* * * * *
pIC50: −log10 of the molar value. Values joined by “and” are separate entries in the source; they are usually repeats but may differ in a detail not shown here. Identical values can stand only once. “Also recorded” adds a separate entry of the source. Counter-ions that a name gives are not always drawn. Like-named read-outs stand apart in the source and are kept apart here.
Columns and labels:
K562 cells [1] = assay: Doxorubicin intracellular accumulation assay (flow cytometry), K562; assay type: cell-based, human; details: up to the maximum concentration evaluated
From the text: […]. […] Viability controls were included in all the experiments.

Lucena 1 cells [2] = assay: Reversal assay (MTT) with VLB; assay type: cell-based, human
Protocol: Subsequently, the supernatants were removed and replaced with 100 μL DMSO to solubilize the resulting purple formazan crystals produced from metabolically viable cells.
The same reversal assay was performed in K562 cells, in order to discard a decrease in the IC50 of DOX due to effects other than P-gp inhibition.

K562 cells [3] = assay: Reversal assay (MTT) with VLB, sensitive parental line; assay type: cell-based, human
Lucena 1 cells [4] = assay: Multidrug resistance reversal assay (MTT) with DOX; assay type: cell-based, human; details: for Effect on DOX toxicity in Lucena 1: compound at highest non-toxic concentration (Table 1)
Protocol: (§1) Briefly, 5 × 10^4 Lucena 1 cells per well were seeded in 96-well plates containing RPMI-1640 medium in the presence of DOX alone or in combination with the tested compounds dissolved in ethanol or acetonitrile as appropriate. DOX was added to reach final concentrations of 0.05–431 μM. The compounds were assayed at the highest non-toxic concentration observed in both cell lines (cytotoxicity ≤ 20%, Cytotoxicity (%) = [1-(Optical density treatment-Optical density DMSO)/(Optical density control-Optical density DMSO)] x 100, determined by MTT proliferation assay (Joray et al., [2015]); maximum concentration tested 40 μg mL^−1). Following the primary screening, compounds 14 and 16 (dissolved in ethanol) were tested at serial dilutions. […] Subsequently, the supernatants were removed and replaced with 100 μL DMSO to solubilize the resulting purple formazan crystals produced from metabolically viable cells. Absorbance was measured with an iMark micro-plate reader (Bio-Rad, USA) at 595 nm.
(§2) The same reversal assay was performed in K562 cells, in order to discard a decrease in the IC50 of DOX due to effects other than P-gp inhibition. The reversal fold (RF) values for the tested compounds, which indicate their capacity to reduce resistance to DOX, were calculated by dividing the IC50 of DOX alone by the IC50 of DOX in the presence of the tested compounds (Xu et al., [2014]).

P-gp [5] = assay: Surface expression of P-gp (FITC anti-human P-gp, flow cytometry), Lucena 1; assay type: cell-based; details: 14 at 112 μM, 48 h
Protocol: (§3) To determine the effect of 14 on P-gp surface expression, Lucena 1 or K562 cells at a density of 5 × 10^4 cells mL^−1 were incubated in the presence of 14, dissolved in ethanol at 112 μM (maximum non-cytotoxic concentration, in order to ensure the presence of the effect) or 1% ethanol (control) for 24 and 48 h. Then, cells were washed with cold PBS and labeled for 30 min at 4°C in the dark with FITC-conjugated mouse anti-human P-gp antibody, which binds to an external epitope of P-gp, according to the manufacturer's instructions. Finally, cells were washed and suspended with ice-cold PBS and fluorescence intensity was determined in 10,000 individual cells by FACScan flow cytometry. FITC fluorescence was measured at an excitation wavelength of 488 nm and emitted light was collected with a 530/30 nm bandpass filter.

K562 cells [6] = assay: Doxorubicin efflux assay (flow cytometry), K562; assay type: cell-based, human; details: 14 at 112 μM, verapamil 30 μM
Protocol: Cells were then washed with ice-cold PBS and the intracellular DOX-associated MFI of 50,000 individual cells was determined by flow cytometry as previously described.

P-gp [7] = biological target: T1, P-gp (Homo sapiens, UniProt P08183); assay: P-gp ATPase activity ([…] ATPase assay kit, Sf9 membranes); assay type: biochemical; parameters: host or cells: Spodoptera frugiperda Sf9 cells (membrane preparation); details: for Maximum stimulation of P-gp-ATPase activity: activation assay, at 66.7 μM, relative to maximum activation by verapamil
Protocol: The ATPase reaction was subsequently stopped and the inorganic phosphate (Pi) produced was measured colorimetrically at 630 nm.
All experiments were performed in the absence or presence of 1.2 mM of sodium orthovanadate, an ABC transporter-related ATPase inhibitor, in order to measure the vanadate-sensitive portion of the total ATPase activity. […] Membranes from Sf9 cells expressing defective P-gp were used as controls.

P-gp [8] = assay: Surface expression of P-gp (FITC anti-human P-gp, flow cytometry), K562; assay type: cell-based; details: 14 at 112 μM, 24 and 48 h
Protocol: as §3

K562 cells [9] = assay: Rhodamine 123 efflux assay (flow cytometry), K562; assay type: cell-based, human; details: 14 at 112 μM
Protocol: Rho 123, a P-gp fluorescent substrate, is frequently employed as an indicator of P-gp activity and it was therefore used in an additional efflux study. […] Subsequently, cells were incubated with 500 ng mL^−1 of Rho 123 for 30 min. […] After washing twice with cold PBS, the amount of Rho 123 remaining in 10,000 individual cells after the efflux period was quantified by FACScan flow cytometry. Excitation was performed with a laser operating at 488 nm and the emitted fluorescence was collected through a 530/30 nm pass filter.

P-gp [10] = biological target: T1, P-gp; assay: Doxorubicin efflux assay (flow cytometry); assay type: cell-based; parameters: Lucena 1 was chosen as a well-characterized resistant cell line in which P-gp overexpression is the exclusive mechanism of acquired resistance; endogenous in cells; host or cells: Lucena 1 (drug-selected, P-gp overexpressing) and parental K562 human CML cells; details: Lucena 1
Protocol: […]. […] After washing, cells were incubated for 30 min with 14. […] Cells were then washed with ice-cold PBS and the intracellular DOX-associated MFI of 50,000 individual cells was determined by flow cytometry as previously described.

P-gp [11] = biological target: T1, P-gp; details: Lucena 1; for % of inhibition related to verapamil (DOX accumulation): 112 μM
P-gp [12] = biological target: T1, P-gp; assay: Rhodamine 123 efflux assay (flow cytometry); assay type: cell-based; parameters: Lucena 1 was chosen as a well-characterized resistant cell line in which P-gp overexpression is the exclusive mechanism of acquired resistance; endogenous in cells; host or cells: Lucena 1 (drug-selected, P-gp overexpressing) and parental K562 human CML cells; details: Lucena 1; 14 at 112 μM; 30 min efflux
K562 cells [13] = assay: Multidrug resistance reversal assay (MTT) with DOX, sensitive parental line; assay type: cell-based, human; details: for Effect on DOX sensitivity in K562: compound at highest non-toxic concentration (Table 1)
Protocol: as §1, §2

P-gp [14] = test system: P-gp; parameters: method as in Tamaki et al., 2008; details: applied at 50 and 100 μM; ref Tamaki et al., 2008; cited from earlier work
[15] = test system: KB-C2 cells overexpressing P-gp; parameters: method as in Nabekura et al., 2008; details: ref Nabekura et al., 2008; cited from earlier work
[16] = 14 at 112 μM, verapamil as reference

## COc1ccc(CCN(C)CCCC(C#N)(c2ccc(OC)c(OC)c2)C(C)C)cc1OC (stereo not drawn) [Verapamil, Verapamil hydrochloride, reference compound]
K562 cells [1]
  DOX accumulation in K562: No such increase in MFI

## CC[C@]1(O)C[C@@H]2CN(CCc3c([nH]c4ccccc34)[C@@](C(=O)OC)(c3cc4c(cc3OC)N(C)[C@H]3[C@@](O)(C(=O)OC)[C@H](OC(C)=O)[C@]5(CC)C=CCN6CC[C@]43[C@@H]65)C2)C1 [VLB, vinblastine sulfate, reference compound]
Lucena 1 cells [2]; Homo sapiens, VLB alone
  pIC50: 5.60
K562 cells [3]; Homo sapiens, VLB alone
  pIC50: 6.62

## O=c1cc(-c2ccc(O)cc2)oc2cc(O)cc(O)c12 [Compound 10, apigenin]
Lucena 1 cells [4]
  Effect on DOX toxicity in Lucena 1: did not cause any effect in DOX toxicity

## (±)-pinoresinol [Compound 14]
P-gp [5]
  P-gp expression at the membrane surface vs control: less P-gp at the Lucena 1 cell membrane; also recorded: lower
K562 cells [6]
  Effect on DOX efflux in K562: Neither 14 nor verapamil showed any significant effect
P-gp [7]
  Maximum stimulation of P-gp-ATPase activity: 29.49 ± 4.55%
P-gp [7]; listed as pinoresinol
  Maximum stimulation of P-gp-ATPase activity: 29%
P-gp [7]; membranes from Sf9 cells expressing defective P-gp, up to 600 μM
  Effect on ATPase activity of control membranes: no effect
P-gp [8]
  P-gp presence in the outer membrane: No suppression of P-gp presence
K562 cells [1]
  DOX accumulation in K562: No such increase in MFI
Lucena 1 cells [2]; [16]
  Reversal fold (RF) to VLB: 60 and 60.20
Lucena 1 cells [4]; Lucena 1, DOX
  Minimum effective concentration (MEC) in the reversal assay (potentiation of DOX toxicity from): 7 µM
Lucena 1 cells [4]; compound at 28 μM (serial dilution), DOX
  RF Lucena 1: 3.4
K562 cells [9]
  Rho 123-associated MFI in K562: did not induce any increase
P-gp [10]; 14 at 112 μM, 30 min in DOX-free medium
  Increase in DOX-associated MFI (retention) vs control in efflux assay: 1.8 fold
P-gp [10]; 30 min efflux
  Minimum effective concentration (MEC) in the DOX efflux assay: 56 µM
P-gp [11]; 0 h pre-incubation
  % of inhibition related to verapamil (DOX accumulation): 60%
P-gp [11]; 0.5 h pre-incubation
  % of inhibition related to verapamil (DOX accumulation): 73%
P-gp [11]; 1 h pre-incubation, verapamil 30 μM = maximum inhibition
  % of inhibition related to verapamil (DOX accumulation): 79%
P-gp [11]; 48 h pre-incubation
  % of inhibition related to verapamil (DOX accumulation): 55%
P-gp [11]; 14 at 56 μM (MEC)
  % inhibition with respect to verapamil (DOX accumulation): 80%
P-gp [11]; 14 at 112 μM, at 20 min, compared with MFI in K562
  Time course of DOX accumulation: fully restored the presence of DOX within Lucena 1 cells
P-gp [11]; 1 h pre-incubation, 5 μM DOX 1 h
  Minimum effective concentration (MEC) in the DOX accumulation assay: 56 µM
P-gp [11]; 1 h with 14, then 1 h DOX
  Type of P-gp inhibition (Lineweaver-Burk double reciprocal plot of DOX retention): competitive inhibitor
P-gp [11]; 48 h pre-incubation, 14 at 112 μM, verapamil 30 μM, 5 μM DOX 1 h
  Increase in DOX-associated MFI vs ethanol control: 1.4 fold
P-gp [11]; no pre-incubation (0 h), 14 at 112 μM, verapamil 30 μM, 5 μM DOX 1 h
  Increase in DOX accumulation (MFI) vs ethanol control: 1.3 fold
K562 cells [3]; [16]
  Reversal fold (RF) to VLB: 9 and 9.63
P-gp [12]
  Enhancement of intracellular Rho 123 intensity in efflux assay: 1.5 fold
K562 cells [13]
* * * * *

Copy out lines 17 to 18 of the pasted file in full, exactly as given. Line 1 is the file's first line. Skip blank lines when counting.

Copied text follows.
Protocol: The ATPase reaction was subsequently stopped and the inorganic phosphate (Pi) produced was measured colorimetrically at 630 nm.
All experiments were performed in the absence or presence of 1.2 mM of sodium orthovanadate, an ABC transporter-related ATPase inhibitor, in order to measure the vanadate-sensitive portion of the total ATPase activity. […] Membranes from Sf9 cells expressing defective P-gp were used as controls.